What is known today by the name Business Intelligence (BI) has an origin and evolution that should be looked at in order to introduce the concept that will be the subject of this article: “BI Usability”.
One of the principal goals of BI is that users find the information they need to make decisions in due time and proper form. The form includes, among other things, the format in which the information is presented and the level of interaction expected to obtain the desired result. The previous points make up the term “BI Usability”.
Usability can be defined as software’s ease of use, in which factors such as the familiarity of the design, comfort, attractiveness, level of interaction permitted, response time, etc. also come into play.
Various definitions of usability have been selected to complement the concept: (*1):
- The ISO/IEC 9126 defines usability as “the software's capacity to be understood, learned, used, and to be attractive to the user in specific use conditions”. At the same time, the ISO establishes four basic principles on which usability is based: ease of learning, ease of use, flexibility, and robustness.
- Jakob Nielsen, the father of usability, defines it as “a quality attribute that evaluates how easy user interfaces are to use”.
- Janice (Ginny) Redish, independent consultant, defines what an interface should allow users to do: “find what they need, understand what they find, and act appropriately, within the limits of time and effort that they consider adequate for the task”.
Business Intelligence could be defined as a concept that integrates, on one hand, storage, and on the other hand , processing, of large quantities of data, with the principal goal of transforming it into knowledge and decisions in real time, through simple analysis and exploration. This knowledge should be timely, relevant, useful, and should be adapted to the organizational context. (*2).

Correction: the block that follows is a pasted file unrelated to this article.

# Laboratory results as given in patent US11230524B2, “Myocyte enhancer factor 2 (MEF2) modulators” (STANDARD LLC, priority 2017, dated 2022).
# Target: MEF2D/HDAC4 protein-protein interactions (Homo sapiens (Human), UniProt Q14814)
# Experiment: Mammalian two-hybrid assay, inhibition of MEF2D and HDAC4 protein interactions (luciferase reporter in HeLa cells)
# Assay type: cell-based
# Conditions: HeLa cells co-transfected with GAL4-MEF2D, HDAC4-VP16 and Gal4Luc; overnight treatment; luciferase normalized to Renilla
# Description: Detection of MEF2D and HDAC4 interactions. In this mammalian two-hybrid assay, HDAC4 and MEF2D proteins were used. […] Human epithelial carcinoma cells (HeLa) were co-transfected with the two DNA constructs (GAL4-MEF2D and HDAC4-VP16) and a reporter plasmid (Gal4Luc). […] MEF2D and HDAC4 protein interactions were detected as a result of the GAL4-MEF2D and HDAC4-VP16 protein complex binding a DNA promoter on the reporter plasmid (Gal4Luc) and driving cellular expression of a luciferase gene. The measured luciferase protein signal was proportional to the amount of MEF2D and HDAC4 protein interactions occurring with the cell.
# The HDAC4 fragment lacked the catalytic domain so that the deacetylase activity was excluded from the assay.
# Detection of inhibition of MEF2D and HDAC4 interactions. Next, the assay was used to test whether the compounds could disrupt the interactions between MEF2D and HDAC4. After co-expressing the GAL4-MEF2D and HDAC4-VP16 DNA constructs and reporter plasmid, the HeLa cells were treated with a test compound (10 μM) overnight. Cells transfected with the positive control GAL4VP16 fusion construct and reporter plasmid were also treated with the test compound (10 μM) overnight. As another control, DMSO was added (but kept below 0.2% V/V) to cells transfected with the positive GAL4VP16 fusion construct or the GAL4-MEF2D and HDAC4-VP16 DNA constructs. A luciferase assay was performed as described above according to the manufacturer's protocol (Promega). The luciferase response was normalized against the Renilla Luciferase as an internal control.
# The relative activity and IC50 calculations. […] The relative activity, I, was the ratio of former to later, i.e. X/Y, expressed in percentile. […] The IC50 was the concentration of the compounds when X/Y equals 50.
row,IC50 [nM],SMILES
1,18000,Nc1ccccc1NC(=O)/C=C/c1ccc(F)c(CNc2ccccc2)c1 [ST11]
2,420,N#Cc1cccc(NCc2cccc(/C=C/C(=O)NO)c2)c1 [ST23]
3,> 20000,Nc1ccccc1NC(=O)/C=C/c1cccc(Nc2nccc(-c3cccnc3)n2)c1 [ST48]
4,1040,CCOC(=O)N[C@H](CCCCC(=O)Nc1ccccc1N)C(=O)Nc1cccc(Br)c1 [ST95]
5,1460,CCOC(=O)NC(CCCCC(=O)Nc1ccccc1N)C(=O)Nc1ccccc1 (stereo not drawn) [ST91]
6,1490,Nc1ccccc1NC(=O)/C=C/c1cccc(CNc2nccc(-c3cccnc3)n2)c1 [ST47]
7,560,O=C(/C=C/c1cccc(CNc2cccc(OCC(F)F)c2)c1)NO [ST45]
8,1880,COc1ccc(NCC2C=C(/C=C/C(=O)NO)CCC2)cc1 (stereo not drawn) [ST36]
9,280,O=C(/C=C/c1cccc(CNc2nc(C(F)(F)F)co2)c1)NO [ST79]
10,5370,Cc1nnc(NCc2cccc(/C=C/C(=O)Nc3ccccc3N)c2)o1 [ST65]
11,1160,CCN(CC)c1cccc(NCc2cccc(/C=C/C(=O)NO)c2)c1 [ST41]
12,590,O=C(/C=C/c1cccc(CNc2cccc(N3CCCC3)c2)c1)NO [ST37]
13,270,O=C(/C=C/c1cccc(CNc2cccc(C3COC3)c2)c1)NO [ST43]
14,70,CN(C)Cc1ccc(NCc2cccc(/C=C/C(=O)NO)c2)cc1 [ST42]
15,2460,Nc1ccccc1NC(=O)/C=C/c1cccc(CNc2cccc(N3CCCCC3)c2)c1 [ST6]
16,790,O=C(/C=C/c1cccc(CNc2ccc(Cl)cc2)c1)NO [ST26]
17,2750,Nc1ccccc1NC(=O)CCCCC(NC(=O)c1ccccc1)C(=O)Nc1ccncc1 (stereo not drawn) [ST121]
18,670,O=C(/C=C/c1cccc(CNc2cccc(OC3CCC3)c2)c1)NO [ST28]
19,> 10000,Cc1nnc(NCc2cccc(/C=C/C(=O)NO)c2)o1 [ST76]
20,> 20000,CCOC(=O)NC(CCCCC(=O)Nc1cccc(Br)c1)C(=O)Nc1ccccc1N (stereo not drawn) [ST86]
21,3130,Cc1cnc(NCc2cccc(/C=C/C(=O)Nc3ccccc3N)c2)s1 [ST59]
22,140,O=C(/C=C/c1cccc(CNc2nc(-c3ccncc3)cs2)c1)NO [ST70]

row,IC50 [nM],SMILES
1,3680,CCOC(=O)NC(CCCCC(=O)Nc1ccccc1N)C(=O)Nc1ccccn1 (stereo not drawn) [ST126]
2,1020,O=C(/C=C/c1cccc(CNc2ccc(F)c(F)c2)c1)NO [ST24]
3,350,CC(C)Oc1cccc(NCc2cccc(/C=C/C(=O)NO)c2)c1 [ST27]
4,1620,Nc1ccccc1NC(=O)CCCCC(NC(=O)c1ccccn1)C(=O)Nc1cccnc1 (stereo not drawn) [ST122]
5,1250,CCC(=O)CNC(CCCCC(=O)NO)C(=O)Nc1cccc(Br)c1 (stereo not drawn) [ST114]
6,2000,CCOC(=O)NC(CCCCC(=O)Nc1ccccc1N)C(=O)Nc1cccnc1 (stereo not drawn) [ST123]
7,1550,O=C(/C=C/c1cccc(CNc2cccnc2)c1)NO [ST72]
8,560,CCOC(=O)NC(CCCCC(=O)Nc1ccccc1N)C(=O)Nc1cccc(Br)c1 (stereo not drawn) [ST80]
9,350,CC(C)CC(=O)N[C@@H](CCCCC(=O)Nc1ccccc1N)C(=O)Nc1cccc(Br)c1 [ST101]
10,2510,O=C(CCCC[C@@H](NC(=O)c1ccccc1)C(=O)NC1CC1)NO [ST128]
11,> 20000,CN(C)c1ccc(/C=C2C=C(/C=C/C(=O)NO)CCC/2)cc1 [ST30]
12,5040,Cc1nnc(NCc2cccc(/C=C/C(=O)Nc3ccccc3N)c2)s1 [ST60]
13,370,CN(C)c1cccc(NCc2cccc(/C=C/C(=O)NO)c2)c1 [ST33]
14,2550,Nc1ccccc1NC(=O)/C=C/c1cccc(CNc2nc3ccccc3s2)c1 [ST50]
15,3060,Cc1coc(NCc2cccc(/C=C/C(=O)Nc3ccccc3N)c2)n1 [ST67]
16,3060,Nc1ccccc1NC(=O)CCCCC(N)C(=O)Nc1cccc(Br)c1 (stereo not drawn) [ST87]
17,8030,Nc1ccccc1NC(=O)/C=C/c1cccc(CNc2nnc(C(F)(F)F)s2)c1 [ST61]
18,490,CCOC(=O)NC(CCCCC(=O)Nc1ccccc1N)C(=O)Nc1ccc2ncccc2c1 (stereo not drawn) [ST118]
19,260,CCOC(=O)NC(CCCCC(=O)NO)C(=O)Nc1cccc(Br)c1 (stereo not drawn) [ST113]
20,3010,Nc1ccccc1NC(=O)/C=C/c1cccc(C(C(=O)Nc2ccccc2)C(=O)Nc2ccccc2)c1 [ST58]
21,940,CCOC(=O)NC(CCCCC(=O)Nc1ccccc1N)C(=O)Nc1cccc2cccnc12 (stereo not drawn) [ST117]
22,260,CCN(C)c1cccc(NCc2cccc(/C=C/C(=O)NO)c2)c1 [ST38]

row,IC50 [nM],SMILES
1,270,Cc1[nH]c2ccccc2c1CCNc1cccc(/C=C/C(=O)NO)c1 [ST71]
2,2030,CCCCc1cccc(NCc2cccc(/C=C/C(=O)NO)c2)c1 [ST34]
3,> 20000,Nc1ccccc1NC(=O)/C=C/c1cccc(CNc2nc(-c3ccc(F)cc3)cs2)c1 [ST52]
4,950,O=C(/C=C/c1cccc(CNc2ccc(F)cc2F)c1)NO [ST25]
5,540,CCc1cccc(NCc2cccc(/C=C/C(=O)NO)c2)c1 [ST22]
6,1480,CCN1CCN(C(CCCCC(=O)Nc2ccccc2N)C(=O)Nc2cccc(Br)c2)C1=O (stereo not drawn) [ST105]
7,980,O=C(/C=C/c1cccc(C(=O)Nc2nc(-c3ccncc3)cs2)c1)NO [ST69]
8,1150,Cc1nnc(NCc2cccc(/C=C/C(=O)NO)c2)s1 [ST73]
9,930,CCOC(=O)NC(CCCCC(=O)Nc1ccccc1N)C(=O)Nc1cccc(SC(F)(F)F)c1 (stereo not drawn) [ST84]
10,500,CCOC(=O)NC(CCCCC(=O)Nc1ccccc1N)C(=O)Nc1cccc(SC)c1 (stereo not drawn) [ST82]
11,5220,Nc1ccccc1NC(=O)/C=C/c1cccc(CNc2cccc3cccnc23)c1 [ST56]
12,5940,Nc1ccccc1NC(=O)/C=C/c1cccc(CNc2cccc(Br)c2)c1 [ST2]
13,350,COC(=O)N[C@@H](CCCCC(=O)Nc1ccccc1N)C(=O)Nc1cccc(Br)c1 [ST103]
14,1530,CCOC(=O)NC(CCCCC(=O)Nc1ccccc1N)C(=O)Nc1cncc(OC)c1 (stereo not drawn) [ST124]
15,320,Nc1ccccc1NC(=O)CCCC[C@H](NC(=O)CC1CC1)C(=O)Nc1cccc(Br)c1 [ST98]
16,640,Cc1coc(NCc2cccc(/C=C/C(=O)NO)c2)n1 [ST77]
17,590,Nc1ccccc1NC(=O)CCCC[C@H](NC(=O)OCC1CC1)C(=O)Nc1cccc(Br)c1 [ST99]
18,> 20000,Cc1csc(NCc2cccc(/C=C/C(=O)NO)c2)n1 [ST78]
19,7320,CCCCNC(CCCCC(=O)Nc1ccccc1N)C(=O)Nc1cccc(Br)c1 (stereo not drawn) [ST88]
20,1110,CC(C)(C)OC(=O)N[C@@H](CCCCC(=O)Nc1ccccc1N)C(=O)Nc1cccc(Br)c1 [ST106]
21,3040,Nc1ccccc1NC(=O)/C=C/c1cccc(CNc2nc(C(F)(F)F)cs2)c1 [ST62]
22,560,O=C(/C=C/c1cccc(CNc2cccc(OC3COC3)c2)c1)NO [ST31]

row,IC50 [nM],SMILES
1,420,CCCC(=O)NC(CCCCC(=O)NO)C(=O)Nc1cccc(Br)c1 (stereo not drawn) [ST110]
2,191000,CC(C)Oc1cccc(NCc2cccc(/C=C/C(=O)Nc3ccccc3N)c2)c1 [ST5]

In the framework of these conceptual approximations to usability and BI, it is possible to propose a conceptualization of BI Usability. BI Usability refers to the design of software dedicated to BI that includes an interface that is friendly, intuitive, and easy-to-use (and easy to learn to use); an interface that allows for the creation of new contents (interactive analysis, reporting, dashboards), as well as content navigation, with an emphasis on the presentation of these contents, all in a visual and interactive manner, so the user feels comfortable with his tool and takes full advantage of his data.
Historic evolution of usability in BI
In the following we list the principal highlights that occurred and that are antecedents to the shape that BI systems have taken today regarding usability.
Figure 1 details this historical development.
In the following, the impact of usability in each of these stages will be shown.
BI information systems:
In the sixties systems were based on files with an almost total hardware dependence. They were principally oriented towards data storage and treatment, but sequential storage systems (tapes) largely impeded the possibility of managing information (*3). The emergence of direct access, together with the creation of the first hard drives, marked a milestone, after which software and hardware helped process data to obtain information.
BI Usability in this period:
In this time period, the interaction of information systems with users was very precarious. It consisted of consoles that displayed textually a series of options that the user had to select, and generally presented as many screens as options available, and after choosing these options the user obtained printed information summaries and/or specific detailed lists. Based on the definitions presented earlier, there is no doubt that in this period one cannot speak of BI per se.
BI information systems:
In the seventies the tendency was marked by the emergence of database management systems (DBMS) and the relational model that was presented in 1969 by Edgar Codd (formally published in 1970). In this decade it is possible to visualize a leap in the evolution of databases, as until then these were mainly based in network models, hierarchies, or simply structured files, whose predominant characteristic was inflexibility and physical relations between entities.
BI Usability in this period: